A French court ruled Wednesday that a Russian Orthodox cathedral built on the French Riviera nearly a century ago under Czar Nicholas II now belongs to Moscow.
The ruling by the Nice court is the latest development in Russia's bid to obtain ownership of Orthodox edifices around the world; Italy last year amicably returned to Russia a church in the southern city of Bari.
Wednesday's ruling was a defeat for an association founded by Russians who fled the Bolshevik Revolution that has been fighting to maintain its control over the Saint Nicholas Cathedral in Nice, and its archbishop is accusing the Russian government of a land grab as part of a national pride campaign.
Father Jean Gueit, the cathedral's archpriest, said the ornate cathedral has become a "political tool" - and he vowed to appeal the court decision.
But Russian Orthodox Church spokesman Archpriest Nikolai Balashov said, "We see the ruling of the Nice court as the restoration of historical justice," according to RIA Novosti news agency.
Russia said the only change it plans is to stop charging an admission fee to people visiting the building.
The cathedral, with its two pointed spires and five crucifix-topped onion-shaped domes, was built under Nicholas II in 1912 - nearly 50 years after his grandfather, Alexander II, bought the land it sits on. The cathedral was designed to serve Russian holiday-makers and a growing Russian expatriate community.
After a schism in the Russian Orthodox Church during the revolution, the Orthodox community in Nice opted in 1931 to adhere to the Constantinople Patriarchate, said Gueit. He was named along with the Russian Orthodox Cultural Association of Nice in the lawsuit filed by the Russian government.
The association's 99-year lease on the cathedral and its land expired in 2007. The group had argued a statute of limitations had run out - thereby preventing any Russia state claim to the site.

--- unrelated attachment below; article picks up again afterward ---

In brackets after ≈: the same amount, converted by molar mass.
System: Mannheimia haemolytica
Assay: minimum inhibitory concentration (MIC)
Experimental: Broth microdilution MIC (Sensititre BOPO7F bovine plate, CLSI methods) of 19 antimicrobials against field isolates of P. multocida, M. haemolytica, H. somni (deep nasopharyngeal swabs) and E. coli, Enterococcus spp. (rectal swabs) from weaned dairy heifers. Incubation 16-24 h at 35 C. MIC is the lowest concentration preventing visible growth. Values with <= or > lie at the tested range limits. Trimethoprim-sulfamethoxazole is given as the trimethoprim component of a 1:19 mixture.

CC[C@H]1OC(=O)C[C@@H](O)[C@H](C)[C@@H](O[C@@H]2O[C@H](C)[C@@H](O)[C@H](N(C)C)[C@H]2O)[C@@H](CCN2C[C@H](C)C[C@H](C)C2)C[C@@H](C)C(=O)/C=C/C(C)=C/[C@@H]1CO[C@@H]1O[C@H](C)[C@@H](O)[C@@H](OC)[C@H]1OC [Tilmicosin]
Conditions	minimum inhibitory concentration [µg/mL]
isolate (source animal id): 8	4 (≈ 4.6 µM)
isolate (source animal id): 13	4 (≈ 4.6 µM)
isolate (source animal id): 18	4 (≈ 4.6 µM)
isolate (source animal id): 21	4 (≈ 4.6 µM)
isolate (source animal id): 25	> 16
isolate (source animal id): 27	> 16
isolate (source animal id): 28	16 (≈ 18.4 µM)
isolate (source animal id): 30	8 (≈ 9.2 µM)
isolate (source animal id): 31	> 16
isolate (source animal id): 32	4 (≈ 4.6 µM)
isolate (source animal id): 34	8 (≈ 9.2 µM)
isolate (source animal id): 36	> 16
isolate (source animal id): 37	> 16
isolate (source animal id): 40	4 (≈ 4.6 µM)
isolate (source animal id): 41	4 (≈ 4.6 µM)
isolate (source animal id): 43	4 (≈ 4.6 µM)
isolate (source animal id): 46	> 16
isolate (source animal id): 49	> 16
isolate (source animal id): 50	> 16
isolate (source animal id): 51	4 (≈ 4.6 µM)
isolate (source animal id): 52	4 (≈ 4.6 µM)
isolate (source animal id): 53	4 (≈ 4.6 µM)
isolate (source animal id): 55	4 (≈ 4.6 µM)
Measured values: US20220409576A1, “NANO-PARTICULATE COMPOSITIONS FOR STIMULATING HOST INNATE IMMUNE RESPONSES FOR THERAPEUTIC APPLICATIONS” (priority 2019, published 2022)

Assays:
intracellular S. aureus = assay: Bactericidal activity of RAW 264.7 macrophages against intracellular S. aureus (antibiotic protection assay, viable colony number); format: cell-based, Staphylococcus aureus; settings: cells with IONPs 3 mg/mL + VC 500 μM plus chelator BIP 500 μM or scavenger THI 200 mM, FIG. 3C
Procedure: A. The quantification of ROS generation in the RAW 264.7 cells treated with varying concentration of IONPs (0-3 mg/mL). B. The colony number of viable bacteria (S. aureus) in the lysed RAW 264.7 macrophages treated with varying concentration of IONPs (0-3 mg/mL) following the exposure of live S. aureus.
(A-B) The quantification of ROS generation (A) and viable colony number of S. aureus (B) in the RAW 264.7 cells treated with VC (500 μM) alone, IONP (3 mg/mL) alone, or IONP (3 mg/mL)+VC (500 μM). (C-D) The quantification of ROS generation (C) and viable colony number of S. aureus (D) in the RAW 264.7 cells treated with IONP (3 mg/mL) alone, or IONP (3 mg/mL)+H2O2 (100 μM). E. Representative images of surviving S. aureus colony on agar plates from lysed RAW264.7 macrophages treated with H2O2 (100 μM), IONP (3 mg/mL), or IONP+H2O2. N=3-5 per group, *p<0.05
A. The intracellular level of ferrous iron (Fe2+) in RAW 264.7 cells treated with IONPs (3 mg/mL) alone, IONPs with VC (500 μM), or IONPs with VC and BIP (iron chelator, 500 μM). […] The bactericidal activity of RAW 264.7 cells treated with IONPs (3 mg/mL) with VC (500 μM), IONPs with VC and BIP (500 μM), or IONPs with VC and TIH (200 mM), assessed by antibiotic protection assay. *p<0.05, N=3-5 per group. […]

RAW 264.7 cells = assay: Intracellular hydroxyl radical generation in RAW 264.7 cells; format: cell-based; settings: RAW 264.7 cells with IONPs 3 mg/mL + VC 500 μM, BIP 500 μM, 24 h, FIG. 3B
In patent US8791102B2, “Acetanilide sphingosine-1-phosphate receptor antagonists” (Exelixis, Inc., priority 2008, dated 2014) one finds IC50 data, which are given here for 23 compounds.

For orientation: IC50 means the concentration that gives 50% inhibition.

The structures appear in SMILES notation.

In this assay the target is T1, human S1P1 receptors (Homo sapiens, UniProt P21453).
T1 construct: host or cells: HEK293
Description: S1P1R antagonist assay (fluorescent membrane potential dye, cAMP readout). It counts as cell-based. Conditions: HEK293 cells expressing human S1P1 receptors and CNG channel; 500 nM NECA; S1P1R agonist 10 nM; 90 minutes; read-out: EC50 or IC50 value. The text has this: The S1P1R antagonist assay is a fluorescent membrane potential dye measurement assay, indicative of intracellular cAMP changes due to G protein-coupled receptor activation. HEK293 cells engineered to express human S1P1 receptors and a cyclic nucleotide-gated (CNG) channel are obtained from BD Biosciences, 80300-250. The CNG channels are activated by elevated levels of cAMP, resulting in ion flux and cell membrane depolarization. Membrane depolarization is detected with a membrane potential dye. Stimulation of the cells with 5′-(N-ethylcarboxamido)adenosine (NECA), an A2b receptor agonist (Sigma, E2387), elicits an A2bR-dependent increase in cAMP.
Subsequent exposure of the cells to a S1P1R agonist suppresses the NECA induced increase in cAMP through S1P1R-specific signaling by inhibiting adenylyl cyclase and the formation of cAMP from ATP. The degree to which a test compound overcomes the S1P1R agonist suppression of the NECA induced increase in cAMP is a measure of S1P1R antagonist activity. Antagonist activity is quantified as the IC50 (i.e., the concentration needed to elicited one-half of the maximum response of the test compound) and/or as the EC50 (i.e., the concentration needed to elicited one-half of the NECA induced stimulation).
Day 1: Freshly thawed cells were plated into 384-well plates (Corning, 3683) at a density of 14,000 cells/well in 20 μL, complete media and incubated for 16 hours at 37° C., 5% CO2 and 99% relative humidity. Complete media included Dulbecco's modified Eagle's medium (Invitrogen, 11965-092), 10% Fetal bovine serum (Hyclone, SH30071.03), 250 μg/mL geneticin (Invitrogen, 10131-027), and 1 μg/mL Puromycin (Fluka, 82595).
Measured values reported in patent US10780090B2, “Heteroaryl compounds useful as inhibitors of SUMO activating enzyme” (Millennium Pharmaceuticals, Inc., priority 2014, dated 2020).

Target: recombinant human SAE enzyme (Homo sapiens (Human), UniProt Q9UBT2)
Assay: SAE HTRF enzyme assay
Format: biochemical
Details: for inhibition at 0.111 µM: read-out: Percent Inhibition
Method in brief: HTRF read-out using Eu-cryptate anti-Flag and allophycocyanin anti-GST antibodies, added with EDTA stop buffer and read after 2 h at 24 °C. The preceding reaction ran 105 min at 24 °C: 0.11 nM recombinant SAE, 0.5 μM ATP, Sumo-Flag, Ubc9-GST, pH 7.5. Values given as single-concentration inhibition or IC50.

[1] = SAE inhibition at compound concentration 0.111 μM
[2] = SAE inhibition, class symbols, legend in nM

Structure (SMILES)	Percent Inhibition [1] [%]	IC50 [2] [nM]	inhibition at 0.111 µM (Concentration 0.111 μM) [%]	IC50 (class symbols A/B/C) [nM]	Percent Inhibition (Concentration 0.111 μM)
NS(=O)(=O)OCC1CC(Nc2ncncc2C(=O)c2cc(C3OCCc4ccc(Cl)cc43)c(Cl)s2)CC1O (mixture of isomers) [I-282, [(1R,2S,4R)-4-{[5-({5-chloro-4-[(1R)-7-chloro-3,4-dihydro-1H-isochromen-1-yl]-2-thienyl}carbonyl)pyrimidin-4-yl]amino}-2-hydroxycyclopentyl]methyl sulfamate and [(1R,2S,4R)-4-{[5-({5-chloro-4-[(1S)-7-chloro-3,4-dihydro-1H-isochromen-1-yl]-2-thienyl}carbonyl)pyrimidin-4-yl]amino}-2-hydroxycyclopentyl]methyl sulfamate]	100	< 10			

The association argued in court that Alexander II made a personal purchase of the land. Russia countered that it was imperial and thus state property.
"Why does the Russian state want this?" said Gueit, whose grandfather, he says, served as a colonel in Russia's Imperial Army. "It is well known they are simply engaged in a policy of domination and reaffirmation of Russian identity."
Russia says the faithful in Nice have little to fear.
"Our ambassador has said many times that nothing is going to change at this church - aside from abolishing the entrance fee," said Russian Embassy spokesman Andrei Klimenev. "It's not normal that people are forced to pay to communicate with God."
Gueit said between 80,000 and 85,000 tourists visited the cathedral last year. It charges an entrance fee of euro3 ($4.25) per person, though children under age 12 get in free.
Moscow considers the Nice cathedral, the church in Bari and another Orthodox church in Jerusalem among the important symbols of Russia's global presence and influence.
Russia has been on a steady march to retrieve holdings in the Russian Orthodox Diaspora.
In October, Israel's Cabinet recognized Russia's claim on Sergei's Courtyard, a site in downtown Jerusalem built in 1890 to accommodate Russians making pilgrimages to the Holy Land. That site was named for Grand Duke Sergei Alexandrovich, Nicholas II's uncle.
Other religious sites, such as the Alexander Nevski church of 1884 in Copenhagen, always remained Russian. It was built on a request by Czarina Maria Feodorovna, the Danish-born mother of Nicholas II.
The French Riviera is steeped in Russian history. Russian aristocrats began flocking there in the 19th century, and other emigres came after the 1917 Revolution. More than 5,000 Russians were estimated to live in the region in the 1930s, including Nobel Prize-winning author Ivan Bunin.
After the 1991 Soviet collapse, the Riviera quickly became popular with Russia's nouveau riche who bought some of the most expensive villas there and held lavish parties.